I have done two patient peer reviews for the British Medical Journal. The first, done before the EUPATI training, was deemed a very valuable contribution and they wrote to ask if they could use it as an example of excellence. But the 2nd, I was able to do better (and to understand the full range of input I could give), thanks to the EUPATI training. This is not paid, but reviewers are given access to the BMJ archives for a year, as payment in kind.
Thanks to calls for participants coming from EUPATI, I have undertaken some reviewing work for two pharma companies exploring how to produce good plain-language summaries on clinical trial results, in English. This is the perfect marriage of my skills: patient advocacy, language, editing for accessibility and now medicines R&D knowledge (https://www.eupati.eu/patient-involvement/patients-involved-patient-feedback-plain-language-summary-results/).
In December 2016, I attended a one-day think tank in New York organized by a pharma company, on risk-benefit communication to patients. I was asked to provide input as a EUPATI fellow, from the EU perspective, but influenced by my own disease, of course. I was given 20 minutes to present. This was a very enriching, interesting and stimulating day, with speakers from academia, and one other patient speaker.
I have signed up with the EMA as a patient expert and attended a webinar briefing patients on how the process works, but to date, they have not contacted me for disease expertise. I’m looking forward to the day when they need me.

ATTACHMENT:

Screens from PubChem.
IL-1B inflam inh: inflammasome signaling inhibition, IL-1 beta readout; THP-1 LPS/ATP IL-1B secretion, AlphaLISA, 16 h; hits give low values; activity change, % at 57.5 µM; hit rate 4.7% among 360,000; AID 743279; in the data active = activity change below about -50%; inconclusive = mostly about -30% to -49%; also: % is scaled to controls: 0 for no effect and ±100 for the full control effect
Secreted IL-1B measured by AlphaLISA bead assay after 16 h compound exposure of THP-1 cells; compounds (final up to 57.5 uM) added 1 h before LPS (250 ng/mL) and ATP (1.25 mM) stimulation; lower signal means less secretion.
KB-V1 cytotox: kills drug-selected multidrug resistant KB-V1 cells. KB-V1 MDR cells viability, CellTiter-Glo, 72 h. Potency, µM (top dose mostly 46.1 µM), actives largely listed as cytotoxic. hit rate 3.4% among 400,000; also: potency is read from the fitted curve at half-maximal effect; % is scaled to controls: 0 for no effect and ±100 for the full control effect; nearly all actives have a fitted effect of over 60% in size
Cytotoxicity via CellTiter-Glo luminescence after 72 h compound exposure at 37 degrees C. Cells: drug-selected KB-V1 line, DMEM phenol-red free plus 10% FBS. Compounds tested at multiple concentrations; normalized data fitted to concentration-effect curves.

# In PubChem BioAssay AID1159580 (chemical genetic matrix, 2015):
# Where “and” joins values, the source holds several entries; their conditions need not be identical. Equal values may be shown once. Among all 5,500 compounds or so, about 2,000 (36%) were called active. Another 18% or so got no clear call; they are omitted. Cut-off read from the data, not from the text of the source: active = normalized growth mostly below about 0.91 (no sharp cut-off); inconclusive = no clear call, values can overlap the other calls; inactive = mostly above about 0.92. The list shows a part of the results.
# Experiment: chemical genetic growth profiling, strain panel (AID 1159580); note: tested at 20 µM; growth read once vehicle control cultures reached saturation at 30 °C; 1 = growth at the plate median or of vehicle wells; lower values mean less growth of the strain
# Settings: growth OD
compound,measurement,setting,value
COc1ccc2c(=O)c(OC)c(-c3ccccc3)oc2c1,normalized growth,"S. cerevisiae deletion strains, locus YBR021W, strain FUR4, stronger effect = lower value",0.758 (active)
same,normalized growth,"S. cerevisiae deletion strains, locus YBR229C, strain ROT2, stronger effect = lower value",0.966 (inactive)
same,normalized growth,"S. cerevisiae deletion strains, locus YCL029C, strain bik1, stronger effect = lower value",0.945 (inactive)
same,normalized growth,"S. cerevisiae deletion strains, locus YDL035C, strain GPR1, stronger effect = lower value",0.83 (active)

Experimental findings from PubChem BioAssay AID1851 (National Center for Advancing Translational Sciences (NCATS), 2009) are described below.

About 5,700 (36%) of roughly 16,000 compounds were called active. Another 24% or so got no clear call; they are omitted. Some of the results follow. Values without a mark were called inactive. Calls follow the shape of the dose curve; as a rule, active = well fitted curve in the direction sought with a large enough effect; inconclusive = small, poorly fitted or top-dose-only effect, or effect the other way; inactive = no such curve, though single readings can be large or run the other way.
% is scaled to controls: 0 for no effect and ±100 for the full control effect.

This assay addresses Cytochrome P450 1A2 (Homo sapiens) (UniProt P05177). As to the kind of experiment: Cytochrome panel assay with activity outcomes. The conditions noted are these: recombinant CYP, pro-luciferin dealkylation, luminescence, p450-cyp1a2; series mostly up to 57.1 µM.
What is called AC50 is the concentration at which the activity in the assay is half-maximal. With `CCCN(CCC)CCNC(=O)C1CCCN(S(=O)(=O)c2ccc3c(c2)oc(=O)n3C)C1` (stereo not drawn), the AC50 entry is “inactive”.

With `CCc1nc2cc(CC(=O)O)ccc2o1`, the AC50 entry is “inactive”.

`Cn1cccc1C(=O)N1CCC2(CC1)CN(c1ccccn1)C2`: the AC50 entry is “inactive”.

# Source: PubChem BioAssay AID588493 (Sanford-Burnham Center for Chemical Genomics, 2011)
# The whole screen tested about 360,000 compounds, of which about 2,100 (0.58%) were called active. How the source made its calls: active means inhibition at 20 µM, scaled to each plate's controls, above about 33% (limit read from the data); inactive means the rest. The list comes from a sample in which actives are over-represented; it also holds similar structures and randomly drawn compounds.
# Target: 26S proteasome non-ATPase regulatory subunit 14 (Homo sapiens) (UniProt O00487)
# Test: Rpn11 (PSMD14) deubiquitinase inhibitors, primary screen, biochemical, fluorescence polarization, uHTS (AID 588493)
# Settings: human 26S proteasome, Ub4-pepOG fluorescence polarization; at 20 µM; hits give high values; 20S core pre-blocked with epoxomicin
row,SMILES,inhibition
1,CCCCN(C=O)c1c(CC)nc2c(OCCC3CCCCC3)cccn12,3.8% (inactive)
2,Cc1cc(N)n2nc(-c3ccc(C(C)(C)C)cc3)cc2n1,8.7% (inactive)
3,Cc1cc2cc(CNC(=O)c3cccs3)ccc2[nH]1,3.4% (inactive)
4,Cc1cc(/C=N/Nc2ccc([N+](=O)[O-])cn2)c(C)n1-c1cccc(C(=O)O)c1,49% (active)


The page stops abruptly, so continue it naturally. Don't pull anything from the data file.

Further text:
I’m now on the executive board of EUPATI Switzerland, my national platform, and am becoming increasingly active, since the EUPATI training is complete. In January, I attended a forum held by the Swiss Clinical Trials Organisation to explore the topic of ‘A more patient- and research-friendly future thanks to dynamic consent and e-consent?’ and wrote the report on the event, afterwards. This was a great opportunity to revise my EUPATI learning, and to find out what is happening in the field of consent where I live.
My advocacy for endometriosis continues. I am a regional representative for a national patient organization, Endo-Help. I am involved in creating links between patients and the hospital, attending hospital events, participating in online support, doing media appearances (e.g. TV http://www.lemanbleu.ch/fr/News/L-endometriose-une-maladie-taboue.html) as requested, sharing resources in English with local associations whose patients speak French or German, mostly. Our local hospital, and the one where I had my last endo surgery, has just opened an endometriosis center of excellence, which is wonderful news for patients. I attended the launch as one of the two patients present.
March is endometriosis awareness month and, this year, a wave of volunteers ran the information table, which for a couple of years, I did all alone. Many of them thanked me for setting the example of what it is to be a patient advocate and for encouraging them to get involved. It is absolutely wonderful to see a community of endometriosis patients growing in confidence, disease knowledge and cohesion. The hospital held a public awareness informational evening, at which I did a short presentation on the patient organisation I represent. And that Saturday, on 25 March, I was one of 200 people to the first ever endo march in Switzerland. And true to Swiss style, it went like clockwork. Beautifully and smoothly. I wish to use my EUPATI studies and to seize the opportunities that cross my path to do EUPATI proud. It’s tough to fit it all in, as I also have a full-time job and my illness makes me very tired, but we all do what we can. When I’m not a dormouse, I’m a keyboard warrior and an activist. And putting together a summary like this makes me proud, because many little steps make up a long journey.